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I'm making a spot-the-difference game in HTML, CSS + Javascript, but one of the problems I'm facing is that on a different resolution, the marker circles & hitboxes (basically just an image that links to a javascript function which fades in the marker circle) are all in the wrong places.

I'm using absolute positioning in CSS with percentage values. The main image that the markers and hitboxes get overlaid on is 50% width and height of the page.

Thanks,

Niall.

Edit: added info about the main image

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1 Answer 1

up vote 1 down vote accepted

Update: Your edit:

The main image that the markers and hitboxes get overlaid on is 50% width and height of the page.

...substantially changes the question. :-) My answer below about using pixel values for the overlays remains valid; but calculating their positions becomes a nightmare because you can't know at design time what the actual width of the image will be. This means you have to find out what the actual width/height of the image is at runtime (e.g., via JavaScript) and then adjust the pixel values you use for absolutely positioning everything else to account for that.

If you can avoid it (for instance, by just offering a few standard sizes), I'd recommend avoiding it. If you can't, I'd recommend using a library (like jQuery, Prototype, YUI, Closure, or any of several others) for discovering the actual computed width and height of the image.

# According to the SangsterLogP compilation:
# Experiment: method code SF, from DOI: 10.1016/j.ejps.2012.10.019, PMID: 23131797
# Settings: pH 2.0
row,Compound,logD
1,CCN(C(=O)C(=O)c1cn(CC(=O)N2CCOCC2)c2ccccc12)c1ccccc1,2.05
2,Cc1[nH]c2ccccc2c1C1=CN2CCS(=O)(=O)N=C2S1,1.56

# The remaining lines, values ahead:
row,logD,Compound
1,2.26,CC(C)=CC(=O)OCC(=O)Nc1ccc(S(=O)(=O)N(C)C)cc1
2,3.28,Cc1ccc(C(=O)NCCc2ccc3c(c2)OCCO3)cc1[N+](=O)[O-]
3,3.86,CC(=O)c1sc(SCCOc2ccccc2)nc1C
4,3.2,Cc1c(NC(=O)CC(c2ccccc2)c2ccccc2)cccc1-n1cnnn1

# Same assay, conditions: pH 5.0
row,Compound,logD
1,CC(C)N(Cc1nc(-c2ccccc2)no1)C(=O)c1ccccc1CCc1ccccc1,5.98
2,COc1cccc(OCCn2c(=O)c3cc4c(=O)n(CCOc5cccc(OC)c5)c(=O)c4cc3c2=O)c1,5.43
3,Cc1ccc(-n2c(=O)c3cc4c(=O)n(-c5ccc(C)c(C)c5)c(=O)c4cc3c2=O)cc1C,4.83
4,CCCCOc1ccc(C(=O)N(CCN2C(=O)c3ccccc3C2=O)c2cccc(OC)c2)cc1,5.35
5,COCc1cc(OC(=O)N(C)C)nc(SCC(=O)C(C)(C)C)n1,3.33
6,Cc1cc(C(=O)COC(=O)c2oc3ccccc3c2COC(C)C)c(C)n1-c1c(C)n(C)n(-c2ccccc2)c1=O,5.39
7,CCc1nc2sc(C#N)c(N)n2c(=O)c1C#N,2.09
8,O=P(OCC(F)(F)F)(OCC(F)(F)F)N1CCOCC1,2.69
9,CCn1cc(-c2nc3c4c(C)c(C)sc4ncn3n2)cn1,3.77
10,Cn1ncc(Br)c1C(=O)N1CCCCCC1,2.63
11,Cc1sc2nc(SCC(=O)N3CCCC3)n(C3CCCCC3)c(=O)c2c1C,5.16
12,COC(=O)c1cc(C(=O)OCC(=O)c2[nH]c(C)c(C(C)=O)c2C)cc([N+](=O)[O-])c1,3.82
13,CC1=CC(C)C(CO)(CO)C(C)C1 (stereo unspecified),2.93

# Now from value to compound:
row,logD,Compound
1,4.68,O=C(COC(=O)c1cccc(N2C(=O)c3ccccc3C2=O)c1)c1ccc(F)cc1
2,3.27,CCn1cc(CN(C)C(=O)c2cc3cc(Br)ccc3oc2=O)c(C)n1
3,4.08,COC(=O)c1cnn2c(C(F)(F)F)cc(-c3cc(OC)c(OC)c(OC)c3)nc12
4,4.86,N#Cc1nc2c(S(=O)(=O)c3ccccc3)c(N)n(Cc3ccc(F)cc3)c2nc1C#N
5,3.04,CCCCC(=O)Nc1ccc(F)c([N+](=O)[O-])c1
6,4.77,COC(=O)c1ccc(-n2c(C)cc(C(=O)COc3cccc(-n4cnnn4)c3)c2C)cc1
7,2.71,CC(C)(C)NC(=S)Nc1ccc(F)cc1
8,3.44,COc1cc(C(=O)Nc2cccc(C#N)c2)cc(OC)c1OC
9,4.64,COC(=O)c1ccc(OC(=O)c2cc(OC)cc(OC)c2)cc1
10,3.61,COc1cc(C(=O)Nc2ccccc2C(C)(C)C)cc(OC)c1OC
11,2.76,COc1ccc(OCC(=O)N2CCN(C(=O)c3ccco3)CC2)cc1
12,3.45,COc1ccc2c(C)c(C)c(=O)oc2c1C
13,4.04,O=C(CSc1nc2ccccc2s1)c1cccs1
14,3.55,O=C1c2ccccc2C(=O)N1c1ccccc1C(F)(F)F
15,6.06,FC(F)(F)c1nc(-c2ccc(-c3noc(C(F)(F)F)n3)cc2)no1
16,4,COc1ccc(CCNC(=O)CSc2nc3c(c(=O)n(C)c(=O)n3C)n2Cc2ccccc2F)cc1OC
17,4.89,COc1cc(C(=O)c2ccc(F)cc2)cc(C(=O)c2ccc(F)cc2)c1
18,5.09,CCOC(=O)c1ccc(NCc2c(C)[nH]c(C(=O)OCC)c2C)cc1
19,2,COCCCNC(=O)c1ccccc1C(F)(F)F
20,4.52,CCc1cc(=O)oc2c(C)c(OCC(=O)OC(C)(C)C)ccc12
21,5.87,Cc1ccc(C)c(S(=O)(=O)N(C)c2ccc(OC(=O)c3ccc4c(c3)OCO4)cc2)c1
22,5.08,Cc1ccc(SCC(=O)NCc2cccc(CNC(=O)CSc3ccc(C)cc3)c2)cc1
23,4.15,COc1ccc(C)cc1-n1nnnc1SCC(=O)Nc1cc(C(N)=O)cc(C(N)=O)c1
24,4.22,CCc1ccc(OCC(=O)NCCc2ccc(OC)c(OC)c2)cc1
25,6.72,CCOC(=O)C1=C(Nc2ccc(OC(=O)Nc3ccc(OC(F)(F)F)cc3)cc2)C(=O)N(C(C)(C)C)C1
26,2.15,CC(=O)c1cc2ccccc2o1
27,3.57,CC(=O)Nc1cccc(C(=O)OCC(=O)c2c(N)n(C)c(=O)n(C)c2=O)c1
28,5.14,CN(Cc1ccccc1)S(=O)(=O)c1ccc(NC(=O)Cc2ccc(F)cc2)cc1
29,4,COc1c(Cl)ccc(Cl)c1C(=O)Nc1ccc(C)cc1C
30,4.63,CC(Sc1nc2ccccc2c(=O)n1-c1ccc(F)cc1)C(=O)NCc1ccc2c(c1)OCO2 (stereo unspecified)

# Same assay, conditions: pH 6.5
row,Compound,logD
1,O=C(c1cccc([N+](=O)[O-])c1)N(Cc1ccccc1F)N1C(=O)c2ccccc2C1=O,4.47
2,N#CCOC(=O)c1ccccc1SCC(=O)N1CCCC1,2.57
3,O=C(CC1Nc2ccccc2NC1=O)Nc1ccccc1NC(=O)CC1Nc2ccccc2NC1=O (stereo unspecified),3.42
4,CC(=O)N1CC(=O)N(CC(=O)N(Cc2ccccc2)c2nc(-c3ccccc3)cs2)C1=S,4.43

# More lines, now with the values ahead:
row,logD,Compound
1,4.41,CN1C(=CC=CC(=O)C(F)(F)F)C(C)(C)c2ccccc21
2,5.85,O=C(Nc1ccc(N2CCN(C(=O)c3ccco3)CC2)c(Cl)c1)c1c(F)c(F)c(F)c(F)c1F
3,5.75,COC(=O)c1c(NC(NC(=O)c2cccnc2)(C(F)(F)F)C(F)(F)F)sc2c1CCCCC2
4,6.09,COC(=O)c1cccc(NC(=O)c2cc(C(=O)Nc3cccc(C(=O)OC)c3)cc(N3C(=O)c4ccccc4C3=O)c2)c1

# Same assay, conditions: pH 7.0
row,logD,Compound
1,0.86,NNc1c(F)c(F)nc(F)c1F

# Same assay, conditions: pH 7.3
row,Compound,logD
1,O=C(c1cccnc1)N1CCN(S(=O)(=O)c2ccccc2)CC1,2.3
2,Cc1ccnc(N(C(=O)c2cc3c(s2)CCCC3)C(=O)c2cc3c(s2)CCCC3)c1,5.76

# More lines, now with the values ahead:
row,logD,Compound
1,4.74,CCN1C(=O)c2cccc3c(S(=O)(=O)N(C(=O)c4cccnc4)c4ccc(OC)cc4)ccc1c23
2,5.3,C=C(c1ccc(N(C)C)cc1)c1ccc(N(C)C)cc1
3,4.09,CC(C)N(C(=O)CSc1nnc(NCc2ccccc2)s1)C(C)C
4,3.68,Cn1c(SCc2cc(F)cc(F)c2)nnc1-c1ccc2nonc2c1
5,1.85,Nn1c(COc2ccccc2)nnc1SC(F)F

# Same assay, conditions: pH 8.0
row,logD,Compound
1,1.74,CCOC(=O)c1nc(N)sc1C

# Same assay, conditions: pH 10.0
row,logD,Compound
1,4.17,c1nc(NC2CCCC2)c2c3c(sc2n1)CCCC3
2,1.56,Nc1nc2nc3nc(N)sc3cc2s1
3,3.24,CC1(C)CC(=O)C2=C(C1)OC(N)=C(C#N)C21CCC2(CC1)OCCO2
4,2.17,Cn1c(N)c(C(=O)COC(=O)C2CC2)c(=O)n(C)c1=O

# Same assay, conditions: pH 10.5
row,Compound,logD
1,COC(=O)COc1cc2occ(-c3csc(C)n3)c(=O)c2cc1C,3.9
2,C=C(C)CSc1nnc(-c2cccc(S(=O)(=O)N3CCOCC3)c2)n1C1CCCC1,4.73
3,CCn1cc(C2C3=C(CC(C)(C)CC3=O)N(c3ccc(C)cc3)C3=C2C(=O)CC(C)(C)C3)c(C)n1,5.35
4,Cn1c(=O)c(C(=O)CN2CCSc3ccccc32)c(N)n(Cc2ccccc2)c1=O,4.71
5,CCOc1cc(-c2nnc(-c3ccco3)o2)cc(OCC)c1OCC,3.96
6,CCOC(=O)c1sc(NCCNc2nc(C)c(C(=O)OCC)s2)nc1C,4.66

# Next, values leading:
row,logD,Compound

Original answer:

I'm using absolute positioning in CSS with percentage values.

That would be the problem, then. If you want to accurately place something on top of an image, as the pixels in the image will be fixed, you'll want to use pixel values rather than percentages, like this (live example):

CSS:

#main {
  /* Ensure that #main is an offset container */
  position: relative;
}
#main img {
  /* Position the image at 0,0 */
  position: absolute;
  left: 0px;
  top: 0px;
}
#main div {
  /* Position the div at 16,16 (middle of the 32x32 image */
  position: absolute;
  left: 16px;
  top: 16px;
  background-color: white;
  border: 1px solid black;
  padding: 1px;
}

HTML:

<body>
  <p>Positioning example:</p>
  <div id='main'>
    <img src='http://www.gravatar.com/avatar/2f37f49d08a02f40fe0c86529969c47a?s=32&d=identicon&r=PG'>
    <div>This starts half-way into and half-way down your gravatar</div>
</body>
share|improve this answer
    
Sorry, what I mean is I have the main image set as 50% height & width. I'll edit my question now. –  Niall Nov 28 '10 at 16:23
    
Ok, sorry for not making it clear at the start :) I'll just offer 2 standard sized images (one for 4:3 screens and one for 16:9 & 16:10) and calculate positions based on that. Thanks :) –  Niall Nov 28 '10 at 16:37
    
@Niall: No worries, glad that helped. –  T.J. Crowder Nov 28 '10 at 16:39

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